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Did 'Get Tanked' Campaign Lead to Tilly's Closure?

Apparel store at Vintage Oaks Shopping Center in Novato shut down a few weeks ago, months after it had a window display that many thought was inappropriate.

A Novato group fighting to reduce youth access to alcohol is reacting with mixed feelings to the closure of an apparel store that was picketed by the group because of window displays that seemed to promote underage partying.

The Tilly's store at Vintage Oaks Shopping Center closed at the end of September, according to Kathy DeOchoa of Crosspoint Realty, which manages the center. The 7,100-square-foot store is available for lease, she said.

Tilly's corporate office in Irvine and DeOchoa did not offer information about why the store closed. Speculation could include the general state of the economy or sagging demands for the apparel sold at the store, but it could also include a choice by Novato youth and parents not to shop there anymore.

In April, the Novato Blue Ribbon Coalition for Youth called local media about a press conference to be staged in front of the store. Several teens with the group were upset by window displays that included mannequins at a beach party scene placed around red plastic cups and tipped-over coolers. The signs behind the display said, “Now is the time to get tanked,” and “Now is the time to par-tee.”

Tilly's took down the display before the press conference, so what was meant to be a peaceful protest turned into a thank-you to Tilly's for understanding that it might be seen as inappropriate, especially in a town that has had well-documented issues with teen binge drinking.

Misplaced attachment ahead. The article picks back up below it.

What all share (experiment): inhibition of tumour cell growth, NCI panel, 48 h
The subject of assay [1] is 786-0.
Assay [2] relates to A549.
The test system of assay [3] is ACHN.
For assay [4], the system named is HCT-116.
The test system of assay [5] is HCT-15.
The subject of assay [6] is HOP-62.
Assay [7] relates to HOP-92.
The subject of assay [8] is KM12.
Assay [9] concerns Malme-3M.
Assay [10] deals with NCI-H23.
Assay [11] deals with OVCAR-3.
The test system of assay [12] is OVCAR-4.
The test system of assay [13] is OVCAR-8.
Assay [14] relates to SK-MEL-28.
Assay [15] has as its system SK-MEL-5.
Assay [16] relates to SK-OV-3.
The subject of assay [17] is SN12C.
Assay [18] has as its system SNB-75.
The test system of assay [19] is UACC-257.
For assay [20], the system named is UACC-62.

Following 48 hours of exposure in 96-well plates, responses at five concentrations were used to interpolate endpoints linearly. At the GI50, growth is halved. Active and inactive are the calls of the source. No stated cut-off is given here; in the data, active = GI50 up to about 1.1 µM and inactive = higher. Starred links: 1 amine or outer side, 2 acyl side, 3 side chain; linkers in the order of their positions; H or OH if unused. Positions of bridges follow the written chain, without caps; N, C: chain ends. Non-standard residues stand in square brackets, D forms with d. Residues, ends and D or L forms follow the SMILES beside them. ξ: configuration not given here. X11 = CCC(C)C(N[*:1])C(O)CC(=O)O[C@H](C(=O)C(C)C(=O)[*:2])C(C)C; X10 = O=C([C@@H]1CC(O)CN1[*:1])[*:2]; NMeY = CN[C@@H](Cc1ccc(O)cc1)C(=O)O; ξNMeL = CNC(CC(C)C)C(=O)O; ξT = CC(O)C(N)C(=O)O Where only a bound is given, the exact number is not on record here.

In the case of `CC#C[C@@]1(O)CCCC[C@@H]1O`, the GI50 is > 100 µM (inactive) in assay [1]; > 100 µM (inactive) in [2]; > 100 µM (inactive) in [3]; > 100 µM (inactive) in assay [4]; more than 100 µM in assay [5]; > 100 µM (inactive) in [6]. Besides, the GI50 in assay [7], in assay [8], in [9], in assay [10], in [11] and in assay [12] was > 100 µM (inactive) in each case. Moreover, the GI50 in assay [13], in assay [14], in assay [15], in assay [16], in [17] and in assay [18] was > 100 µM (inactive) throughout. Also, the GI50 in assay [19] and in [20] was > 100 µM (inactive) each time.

"We commend Tilly's for taking that action and we're sorry they closed," said Teri Rockas, co-chair of the coalition. "Hopefully nobody lost their jobs."

Tilly's corporate office would not release any information about the closure, but a woman who answered the phone at the Tilly's store in San Rafael said Novato employees were offered jobs at other Tilly's locations.

Rockas said it's hard to know whether negative media publicity led to a drop in sales at the Novato store and led to the closure or whether that had nothing to do with the decision to shut down.

"They stepped into something with that campaign, but they took immediate steps to correct it," Rockas said. "That's a model that should be followed by other retailers who are so blatantly ignoring health issues that concern our families and our youth."

Nikki Buckstead, a project coordinator with the coalition, said the idea behind such a protest is to help protect children from negative influences in the community.

"It's one of those things where we don't want to hurt any businesses," she said. "In fact the coalition is really big about supporting local merchants and retailers. We are always cognizant of using Novato-specific companies.

Asked of Tilly's learned a lesson from the ordeal, Buckstead said, "I think it was a community lesson."

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